Cost Saving Ideas


Five Ways Your Nonprofit Can Hedge A Funding Shortfall

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Published November 16th, 2018 by

Five Ways Your Nonprofit Can Hedge A Funding Shortfall

Non-profit organizations across the country are experiencing the problem of having to provide a greater range of services while receiving fewer financial resources.  According to the 2018 non-profit survey by Marks Paneth LLC, 38 percent of all non-profit respondents experienced funding cuts in 2017 with 63 percent seeing an increase their demand for services.  Moreover, non-profits may be faced with a reduction in individual and corporate donations, and the changes to federal tax regulations can impact the method whereby charitable donations are deducted.

Faced with future uncertainties and financial challenges, some non-profit organizations may look into using their endowments, cutting back on services offered, or liquidating different assets such as real estate.  Of course, these strategies should only be considered as a last resort by the company.  Instead, organizations should attempt to stretch their budgets by locating savings from the overhead costs.

#1:  Look Above And Beyond The GPO

Group Purchasing Organizations, also known as the GPO, are a means of leveraging volume discounts on services and goods via the collective purchasing power of the member organizations.Non-profit organizations utilizing GPOs may feel they are receiving the maximum amount of savings available to the business.

While a GPO may offer competitive pricing on the various goods available, these goods may not be the items member organizations need or desire to purchase.  In these situations, some of the "off list" products may come at a large premium.  It is often the case that organizations with deal directly with vendors to help understand the non-profit's specific requirements and allow them to gain a customized offer that will result in more beneficial discounts on the services and goods you actually utilize.

It should be remember that in addition to the member rates charged by the GPOs, the group purchasing organization is earning a fee on the transactions performed by approved vendors as an exchange for bringing the vendors more business; as well as manufacturing rebates for specific promoted goods.  The built-in rates are removed when a non-profit organization negotiates directly with vendors.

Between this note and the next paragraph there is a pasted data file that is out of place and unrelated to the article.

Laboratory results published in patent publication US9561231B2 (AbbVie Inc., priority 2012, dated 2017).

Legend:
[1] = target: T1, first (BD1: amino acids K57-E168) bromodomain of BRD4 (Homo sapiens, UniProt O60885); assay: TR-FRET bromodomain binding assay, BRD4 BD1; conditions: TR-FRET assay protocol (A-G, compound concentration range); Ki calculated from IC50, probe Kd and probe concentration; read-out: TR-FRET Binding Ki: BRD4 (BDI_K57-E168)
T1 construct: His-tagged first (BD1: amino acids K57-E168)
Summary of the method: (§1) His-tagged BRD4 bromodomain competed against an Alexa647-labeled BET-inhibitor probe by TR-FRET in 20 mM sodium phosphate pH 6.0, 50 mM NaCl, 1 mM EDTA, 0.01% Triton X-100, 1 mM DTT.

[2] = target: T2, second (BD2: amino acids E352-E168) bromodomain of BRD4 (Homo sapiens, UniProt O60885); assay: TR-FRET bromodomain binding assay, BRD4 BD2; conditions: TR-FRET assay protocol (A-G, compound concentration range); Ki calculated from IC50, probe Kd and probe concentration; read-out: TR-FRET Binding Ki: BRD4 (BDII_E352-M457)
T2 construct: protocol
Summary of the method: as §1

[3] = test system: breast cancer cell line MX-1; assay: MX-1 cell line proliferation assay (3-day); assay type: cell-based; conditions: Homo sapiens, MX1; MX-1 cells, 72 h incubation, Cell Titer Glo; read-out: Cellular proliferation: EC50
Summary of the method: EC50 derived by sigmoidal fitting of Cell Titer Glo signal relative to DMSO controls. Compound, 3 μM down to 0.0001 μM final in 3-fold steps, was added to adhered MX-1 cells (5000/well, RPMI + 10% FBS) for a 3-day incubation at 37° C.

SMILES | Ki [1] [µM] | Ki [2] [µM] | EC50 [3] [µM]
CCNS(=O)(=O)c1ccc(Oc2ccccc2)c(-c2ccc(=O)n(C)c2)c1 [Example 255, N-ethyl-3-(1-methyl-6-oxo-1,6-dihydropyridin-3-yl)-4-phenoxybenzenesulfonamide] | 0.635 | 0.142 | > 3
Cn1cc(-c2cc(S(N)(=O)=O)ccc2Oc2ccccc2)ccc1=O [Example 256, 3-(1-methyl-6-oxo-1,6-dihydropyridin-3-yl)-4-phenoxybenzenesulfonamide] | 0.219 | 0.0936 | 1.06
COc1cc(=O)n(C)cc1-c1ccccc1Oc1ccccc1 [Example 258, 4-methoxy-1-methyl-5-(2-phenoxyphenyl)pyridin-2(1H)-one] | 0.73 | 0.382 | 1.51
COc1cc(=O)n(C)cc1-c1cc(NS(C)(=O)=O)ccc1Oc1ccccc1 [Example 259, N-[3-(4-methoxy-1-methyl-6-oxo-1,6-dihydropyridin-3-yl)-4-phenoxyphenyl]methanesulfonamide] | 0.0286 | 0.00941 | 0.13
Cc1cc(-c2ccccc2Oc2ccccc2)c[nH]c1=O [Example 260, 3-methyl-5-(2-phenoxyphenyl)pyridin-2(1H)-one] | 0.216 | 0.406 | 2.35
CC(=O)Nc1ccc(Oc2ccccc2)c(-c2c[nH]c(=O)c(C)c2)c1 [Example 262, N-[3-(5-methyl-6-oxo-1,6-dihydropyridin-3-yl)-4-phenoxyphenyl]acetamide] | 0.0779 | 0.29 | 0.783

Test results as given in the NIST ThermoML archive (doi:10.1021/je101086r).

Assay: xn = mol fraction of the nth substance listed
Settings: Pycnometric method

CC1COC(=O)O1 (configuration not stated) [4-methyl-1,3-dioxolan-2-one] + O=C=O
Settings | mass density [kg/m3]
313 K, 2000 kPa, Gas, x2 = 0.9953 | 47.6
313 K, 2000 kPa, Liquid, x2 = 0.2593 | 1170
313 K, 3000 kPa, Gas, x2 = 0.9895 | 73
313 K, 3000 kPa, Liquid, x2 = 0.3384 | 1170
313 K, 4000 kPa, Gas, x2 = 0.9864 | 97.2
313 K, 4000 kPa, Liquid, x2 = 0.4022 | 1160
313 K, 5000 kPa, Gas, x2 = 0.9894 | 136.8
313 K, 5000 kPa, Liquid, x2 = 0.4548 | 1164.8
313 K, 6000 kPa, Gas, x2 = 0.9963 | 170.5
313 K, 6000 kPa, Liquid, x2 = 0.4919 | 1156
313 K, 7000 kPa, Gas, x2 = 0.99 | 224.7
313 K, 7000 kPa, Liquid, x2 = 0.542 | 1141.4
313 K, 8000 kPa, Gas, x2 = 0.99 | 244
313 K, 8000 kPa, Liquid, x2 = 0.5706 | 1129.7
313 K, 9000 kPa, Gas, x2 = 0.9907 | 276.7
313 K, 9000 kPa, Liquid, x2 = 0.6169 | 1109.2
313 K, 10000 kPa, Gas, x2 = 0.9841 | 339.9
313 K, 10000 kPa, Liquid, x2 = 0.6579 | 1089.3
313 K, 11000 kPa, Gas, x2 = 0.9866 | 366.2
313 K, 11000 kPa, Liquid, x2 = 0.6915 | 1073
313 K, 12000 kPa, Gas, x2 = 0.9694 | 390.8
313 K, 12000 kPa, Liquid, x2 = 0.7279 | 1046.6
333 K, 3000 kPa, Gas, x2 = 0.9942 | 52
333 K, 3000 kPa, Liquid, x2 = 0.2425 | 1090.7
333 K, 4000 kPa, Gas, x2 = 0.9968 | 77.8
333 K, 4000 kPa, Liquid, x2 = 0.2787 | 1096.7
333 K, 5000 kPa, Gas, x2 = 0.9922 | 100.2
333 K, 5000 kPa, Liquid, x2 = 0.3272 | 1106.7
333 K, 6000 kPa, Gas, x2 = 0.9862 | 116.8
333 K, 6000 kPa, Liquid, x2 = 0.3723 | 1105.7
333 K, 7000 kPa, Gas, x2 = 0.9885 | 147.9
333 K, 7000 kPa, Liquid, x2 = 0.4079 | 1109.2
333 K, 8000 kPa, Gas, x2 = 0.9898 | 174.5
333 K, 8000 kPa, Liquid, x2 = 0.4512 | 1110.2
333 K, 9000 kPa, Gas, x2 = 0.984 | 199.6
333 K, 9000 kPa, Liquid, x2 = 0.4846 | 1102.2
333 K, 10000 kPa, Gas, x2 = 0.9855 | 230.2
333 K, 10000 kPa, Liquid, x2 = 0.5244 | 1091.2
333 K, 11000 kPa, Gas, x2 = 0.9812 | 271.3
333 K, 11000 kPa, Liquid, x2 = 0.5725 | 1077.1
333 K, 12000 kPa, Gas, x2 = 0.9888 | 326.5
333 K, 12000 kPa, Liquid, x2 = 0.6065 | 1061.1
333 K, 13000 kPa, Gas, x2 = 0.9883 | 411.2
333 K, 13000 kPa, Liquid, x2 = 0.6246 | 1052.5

#2:  Conduct Thorough Reviews Of Existing Services And Related Prices

In most situations, we learn that due to time constraints and employee limitations, the review of continuous various service invoices may not identify any changes in paid rates. Approvers may conduct high-level reviews to assess the rates and then sign off.  For instance, items that could be missed include suppliers not giving notice of periodic price increases or placing the increase in emails or a contract's small print.

By not fully reviewing the auto-pay invoices, as is seen in many Payroll invoices, the invoice cross-check is not performed by accounting staff as accounts payable is not part of the invoice processing procedure.  During this stage, fee increases can be neglected with vendors announcing fee increases on actual invoices.

Some non-profit organizations have noticed that not cancelling redundant services can influence the pricing rates.  It has been seen that expense categories are replaced, but are not completely cancelled and will continue to be billed.  After performing a full review of these expense categories, non-profits can find the rates are charged for items alternate to what was originally contracted.